HobieOne with Laser rigging

Guywho

New member
2
2
Ct shore
Great job on these - always nice to see a sailboat bright back to life. I enjoy my hobie holder 12 (owned by Coleman at the time of build) on a local lake in CT in original condition. Oddly enough there's another one on our small lake as well. Weather helm in a stiff wind is common for me but I also have squirrelly wind which means I'm hopping off and on the rail as it varies. I don't have a main sheet clete so happy I don't have a jib to manage. Still I think adding a job would make it even jumpier except maybe on a broad reach. Looks like you've secured your rudder and daggerboard but I hear about many who lose those in a capsize and that's the end of the boat value... At least for mere mortals who lack your skills in fabrication. Enjoy them!
 
Great job on these - always nice to see a sailboat bright back to life. I enjoy my hobie holder 12 (owned by Coleman at the time of build) on a local lake in CT in original condition. Oddly enough there's another one on our small lake as well. Weather helm in a stiff wind is common for me but I also have squirrelly wind which means I'm hopping off and on the rail as it varies. I don't have a main sheet clete so happy I don't have a jib to manage. Still I think adding a job would make it even jumpier except maybe on a broad reach. Looks like you've secured your rudder and daggerboard but I hear about many who lose those in a capsize and that's the end of the boat value... At least for mere mortals who lack your skills in fabrication. Enjoy them!

My daggerboard is secured to the boat by a bungee. I hadn’t thought of securing the rudder/tiller. Will consider a fix. Thank you, H
 

ortegakid

Super Anarchist
2,603
161
Whitesboro,TEXAS
HH, take the rudder off boat, unbolt blade, either redrill hole or refix blade with no rear ward cant, ie straight up and down, will correct all weather helm problems.
I affixed lines to pull the blade down and up, just as on my MX, even has a break away cleat if ground the blade on shore.
 
HH, take the rudder off boat, unbolt blade, either redrill hole or refix blade with no rear ward cant, ie straight up and down, will correct all weather helm problems.
I affixed lines to pull the blade down and up, just as on my MX, even has a break away cleat if ground the blade on shore.
Ok Derrick. I’ll check it again but I think the Hobie One rudder looks pretty vertical. I’ll take some photos today and post here.
 

Foredeck Shuffle

More of a Stoic Cynic, Anarchy Sounds Exhausting
I would not worry too much about the mast step unless you put a lot of righting moment on the boat. If the boat was built to handle a 100kg/220lb person hiking out on the side, no additional amount of sail area changes the force on the mast cup. The boat flips when the force on the sail is more than the force of weight on the rail. Basically more sail area means the boat can be flipped in lower wind assuming the sails are not eased.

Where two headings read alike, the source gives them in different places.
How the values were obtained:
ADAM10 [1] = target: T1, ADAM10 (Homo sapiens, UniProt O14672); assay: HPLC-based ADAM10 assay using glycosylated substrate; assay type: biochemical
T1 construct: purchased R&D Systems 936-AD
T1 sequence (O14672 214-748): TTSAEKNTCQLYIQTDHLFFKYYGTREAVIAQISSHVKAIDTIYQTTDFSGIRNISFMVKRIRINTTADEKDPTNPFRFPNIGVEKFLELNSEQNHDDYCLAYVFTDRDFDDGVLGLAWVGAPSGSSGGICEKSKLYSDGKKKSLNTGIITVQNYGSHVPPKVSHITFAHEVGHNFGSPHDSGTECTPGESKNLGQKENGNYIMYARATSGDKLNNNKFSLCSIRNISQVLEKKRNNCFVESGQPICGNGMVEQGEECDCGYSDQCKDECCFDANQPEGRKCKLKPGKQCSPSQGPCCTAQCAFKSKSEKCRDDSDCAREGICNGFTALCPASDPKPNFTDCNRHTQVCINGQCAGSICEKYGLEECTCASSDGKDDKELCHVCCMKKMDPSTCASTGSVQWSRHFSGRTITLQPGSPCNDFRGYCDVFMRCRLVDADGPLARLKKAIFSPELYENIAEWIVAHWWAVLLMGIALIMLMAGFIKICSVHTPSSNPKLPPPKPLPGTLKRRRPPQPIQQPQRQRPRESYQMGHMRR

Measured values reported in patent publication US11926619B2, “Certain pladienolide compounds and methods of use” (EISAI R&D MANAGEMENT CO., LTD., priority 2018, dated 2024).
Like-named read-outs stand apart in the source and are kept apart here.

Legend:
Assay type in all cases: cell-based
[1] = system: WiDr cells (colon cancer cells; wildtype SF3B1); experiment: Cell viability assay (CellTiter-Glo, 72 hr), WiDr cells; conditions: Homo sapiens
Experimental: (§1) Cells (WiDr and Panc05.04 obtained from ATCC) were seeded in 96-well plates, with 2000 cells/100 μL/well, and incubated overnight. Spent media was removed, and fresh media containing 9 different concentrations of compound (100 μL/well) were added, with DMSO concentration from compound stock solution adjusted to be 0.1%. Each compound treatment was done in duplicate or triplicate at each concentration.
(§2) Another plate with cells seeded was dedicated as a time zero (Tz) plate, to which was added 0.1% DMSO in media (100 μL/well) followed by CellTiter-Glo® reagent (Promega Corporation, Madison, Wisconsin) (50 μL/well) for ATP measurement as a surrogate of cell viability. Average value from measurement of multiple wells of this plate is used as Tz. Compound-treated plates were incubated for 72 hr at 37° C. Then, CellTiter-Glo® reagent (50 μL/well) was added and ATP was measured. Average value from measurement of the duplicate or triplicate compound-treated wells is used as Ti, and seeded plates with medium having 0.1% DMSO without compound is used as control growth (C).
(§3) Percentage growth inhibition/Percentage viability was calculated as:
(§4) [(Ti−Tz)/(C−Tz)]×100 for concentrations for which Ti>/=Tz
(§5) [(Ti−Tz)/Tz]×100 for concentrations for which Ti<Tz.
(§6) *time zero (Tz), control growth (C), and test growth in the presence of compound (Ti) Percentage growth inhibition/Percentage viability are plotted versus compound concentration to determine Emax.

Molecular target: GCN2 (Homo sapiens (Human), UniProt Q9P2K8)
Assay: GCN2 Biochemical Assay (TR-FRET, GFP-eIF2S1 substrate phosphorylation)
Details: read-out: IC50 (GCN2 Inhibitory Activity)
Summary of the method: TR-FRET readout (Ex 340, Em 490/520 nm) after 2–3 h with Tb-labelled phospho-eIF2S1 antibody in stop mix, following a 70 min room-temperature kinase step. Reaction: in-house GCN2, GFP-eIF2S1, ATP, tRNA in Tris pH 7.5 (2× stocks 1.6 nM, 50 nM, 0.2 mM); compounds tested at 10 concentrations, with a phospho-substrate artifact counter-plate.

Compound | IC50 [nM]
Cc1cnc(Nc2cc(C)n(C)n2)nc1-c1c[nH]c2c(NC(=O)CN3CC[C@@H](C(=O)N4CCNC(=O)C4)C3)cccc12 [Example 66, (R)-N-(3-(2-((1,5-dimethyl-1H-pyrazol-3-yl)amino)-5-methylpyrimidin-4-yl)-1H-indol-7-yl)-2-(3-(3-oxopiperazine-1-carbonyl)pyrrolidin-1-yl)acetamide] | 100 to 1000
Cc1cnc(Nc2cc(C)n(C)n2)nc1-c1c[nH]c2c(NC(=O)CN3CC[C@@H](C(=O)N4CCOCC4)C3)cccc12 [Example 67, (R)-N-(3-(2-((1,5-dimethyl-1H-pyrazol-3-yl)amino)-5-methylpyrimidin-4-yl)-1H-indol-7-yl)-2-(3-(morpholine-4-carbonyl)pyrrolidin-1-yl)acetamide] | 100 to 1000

Downwind is different, you could over power the build of the mast step on this point of sail as the only way the boat has to release the force on the sails is accelerating, rounding up, flipping onto a side, pitch poling, or breaking the step.
 
Looks vertical to me.

E7CD2290-AAF9-4CD5-9044-97BF9594F347.jpeg


FDDEC659-E368-4503-9EDA-BE7A475D1572.jpeg
 

ortegakid

Super Anarchist
2,603
161
Whitesboro,TEXAS
I actually made the second mast. Bought some 6061 T6 tubing ($180) of correct size and a mast/boom plastic kit ($135) from WestCoast Sailing. Works great.

I would not worry too much about the mast step unless you put a lot of righting moment on the boat. If the boat was built to handle a 100kg/220lb person hiking out on the side, no additional amount of sail area changes the force on the mast cup. The boat flips when the force on the sail is more than the force of weight on the rail. Basically more sail area means the boat can be flipped in lower wind assuming the sails are not eased.

Downwind is different, you could over power the build of the mast step on this point of sail as the only way the boat has to release the force on the sails is accelerating, rounding up, flipping onto a side, pitch poling, or breaking the step.
and i was thinking about that also, could use some side shrouds, not really under tension, just as preventers down wind..
 

Enialb2

New member
1
0
Regarding weather helm on a laser. Try this on your boat, it's free and it might get you closer to your goal.

1. Keep the boat dead flat. Once you think you're flat, you probably have 3-5 degrees of heel. Flatter.
2. If you can't keep the boat flat, depower the sails and hike harder.
3. If you still can't keep the boat flat, ease sheet just enough so that you can.
4. Look back at your tiller, if it is perfectly centered, that's proof that you're flat and you have very little helm
5. Add telltales. https://internationalsailingacademy.com/telltale-placement/
 

CaptainAhab

Anarchist
844
230
South Australia
My latest goal is understanding weather helm, sail, Cunningham, daggerboard and outhaul trimming to elevate some fierce weatherhelm. 🤪
Weather helm is mostly caused by not sailing flat. The more the boat heels the worse the rudder performs. Other than using the controls to depower the rig to the point that the hull is not heeling, there is nothing those controls will do to improve weather helm. The hiking strap is the solution to weather helm. Sit at max beam all the time and hike when necessary to keep it dead flat. It looks like it's got a swept back rudder similar to the Laser. They are more susceptible to weather helm when they are heeled.
 

Xeon

Super Anarchist
1,002
581
England
Really glad your having fun , which is always the bottom line .😀
But just about everything in your picture is a dogs breakfast. 😕
 

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